Public health efforts surrounding nutrition often focus on what’s missing – places that don’t offer healthy options. New research, however, raises the possibility that what matters is what’s actually available – the abundance of unhealthy options.
The analysis was conducted by experts at the University of Connecticut’s Rudd Center for Food Policy and Obesity, with help from experts at Duke University’s Sanford School of Public Policy. It compares “food deserts,” a term that has long been used in public health and food policy, to a newer concept, “food swamps.”
Many of you may have heard of “food deserts,” areas that lack available healthy food, especially fresh produce. People who live in food deserts need to travel for significant amounts of time to get to grocery stores with healthy options like fruits and vegetables. But there is still disagreement, and some conflicting data, on whether the existence of food deserts is an accurate predictor of a region’s obesity rate.
A “food swamp,” by comparison, considers not only whether grocery stores are nearby, but also how many unhealthy food options are available in the same area. Food swamps have a much higher density of unhealthy options than healthy options.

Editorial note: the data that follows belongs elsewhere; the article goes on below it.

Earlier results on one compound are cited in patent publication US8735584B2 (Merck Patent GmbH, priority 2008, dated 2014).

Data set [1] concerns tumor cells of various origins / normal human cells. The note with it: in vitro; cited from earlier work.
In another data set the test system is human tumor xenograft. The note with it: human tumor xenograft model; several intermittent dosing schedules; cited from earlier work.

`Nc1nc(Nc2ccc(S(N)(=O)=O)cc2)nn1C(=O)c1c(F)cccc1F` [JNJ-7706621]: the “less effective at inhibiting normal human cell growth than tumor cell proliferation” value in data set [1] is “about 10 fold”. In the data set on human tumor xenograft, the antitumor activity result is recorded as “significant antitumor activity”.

The recent study found that food swamps better predict high obesity rates than food deserts. In other words, obesity rates tend to be high in communities where the ratio of unhealthy options to healthy options is high. Some of these communities may be food deserts – that is, they might not have an accessible grocery store – but many of them actually do have healthy options available; these healthier options are just “swamped” with a whole lot more junk food and fast food options.
Even more troubling, the research found that the “food swamp effect” was more pronounced where income equality was greater and where mobility was lower (fewer people with cars, less public transportation, and so on). And the communities that are already the most disadvantaged are also more likely to be food swamps.
Assuming that further research supports these findings, this study indicates that healthy food availability alone isn’t enough to address growing obesity rates. As Duke University’s Dr. Kelly Brownell, one of the study’s authors, explained it to us, “Optimizing nutrition for the country will involve increased consumption of foods that improve health and decreased consumption of those that do not. This study underscores the need for policy to tackle both.”
While there is certainly value in bringing affordable produce to places that don’t have it, that alone won’t be sufficient. We also need to consider how to reduce the number of unhealthy options that so often overwhelm the healthy ones, especially in communities with the fewest resources to invest in health.